In Live by Night, Ben Affleck’s Joe works in the fringes of the crime world. But he is not interested in getting into the circle or climbing the hierarchy. He is there to simply make some money. If he has to attach a romantic notion to his profession, he prefers to see himself as an outlaw: those rogue heroes from America’s mythical Wild West, who, despite their unlawful histrionics, have a nobility about them. Live by Night is a gangster movie set in a time when the heady lifestyle of gangsters was yet to enter pop culture. In real life, organized crime in cities were in the nascent stage, born out of the Prohibition era. The Saturday shows we see Joe taking his son to plays “Riders of the Eastern Ridge”. It is about “an honest sheriff and a dirty town”.
The outlaw, in a sense, is the proto-gangster. Even as Live by Night points at the commonalities of these two quintessentially American figures, it centers on their moral difference. Affleck’s Joe is a smooth businessman and a natural leader, yet there are things his code of ethics simply won’t allow him to do: like bump off Albert White, his employer in his initial days of working with criminals in Boston, when a rival gives him the proposal. He threatens to reveal Joe’s affair with White’s girlfriend if he doesn’t do the job.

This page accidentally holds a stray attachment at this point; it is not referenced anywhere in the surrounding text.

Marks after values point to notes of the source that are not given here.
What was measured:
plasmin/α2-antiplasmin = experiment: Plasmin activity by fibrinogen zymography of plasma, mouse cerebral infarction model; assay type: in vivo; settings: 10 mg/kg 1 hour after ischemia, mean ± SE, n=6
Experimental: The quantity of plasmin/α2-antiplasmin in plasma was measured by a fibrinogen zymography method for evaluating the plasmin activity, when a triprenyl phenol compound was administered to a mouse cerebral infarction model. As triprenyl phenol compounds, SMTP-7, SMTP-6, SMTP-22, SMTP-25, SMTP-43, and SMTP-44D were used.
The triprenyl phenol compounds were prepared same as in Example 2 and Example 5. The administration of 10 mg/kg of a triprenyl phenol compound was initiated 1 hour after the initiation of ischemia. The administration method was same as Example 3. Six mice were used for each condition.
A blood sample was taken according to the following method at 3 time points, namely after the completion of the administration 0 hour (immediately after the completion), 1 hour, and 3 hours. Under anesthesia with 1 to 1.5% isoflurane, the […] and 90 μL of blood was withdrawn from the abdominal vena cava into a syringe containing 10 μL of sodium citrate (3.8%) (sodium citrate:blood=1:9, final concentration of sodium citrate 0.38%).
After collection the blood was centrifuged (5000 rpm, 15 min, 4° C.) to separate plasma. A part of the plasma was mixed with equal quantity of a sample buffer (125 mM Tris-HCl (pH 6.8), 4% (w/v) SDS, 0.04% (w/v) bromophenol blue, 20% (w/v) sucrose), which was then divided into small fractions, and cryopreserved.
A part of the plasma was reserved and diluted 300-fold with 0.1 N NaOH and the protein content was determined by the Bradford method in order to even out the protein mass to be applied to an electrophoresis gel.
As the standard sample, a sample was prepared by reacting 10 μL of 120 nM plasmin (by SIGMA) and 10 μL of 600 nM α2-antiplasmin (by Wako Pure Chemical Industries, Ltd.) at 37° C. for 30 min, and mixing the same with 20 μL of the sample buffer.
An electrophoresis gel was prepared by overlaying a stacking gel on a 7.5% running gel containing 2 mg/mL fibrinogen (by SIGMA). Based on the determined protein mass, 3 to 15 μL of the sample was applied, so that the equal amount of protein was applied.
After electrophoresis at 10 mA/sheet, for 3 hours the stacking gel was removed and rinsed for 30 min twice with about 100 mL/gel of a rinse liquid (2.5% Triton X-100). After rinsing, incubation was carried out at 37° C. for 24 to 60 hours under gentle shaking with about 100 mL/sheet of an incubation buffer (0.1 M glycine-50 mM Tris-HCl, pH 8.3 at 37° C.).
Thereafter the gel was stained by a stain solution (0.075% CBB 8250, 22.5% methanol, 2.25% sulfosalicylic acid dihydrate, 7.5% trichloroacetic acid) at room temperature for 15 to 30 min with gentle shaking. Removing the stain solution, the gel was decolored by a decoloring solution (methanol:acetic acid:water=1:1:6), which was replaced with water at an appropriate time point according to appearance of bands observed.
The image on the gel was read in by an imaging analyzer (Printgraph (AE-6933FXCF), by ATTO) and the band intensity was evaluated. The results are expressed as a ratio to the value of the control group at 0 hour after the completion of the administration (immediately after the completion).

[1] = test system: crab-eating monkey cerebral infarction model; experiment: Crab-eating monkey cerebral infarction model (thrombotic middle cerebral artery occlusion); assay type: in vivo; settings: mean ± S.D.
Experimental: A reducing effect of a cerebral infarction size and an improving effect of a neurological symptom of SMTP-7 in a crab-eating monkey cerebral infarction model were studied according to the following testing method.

Religion creeps into the movie when Joe’s plans of building a casino clashes with the sermons of a rising, young preacher (Elle Fanning). Fanning’s character is that of a teenager who finds the path of god after she goes through hell when she goes to Los Angeles to become a Hollywood actress. Instead of disliking each other, these two people form a connection. That’s because he knows what it is to be gnawed at by thoughts of mortal sin.
Joe is all for inclusivity, working with Cubans and blacks, communities the rest of the American underworld sneers at. These are remarkable virtues for the period and the kind of hero he is portrayed as: the early Westerns were notoriously racist. But this is a fantasy for Affleck, director of the film and writer of the screenplay—based on Denis Lehane’s novel of the same name—who has tried to meld his love for these genres with his ideological beliefs.
The movie looks gorgeous; Robert Richardson captures the snowy nights of Boston and the warm, sunny tones of Tampa Bay with great style. I wasn’t bored one bit but a lot of what goes on the surface may seem too full of the genre clichés: the back stabbings, the Church’s omnipresence in the life of a Catholic gangster and the elusive happy life that he seeks but never finds.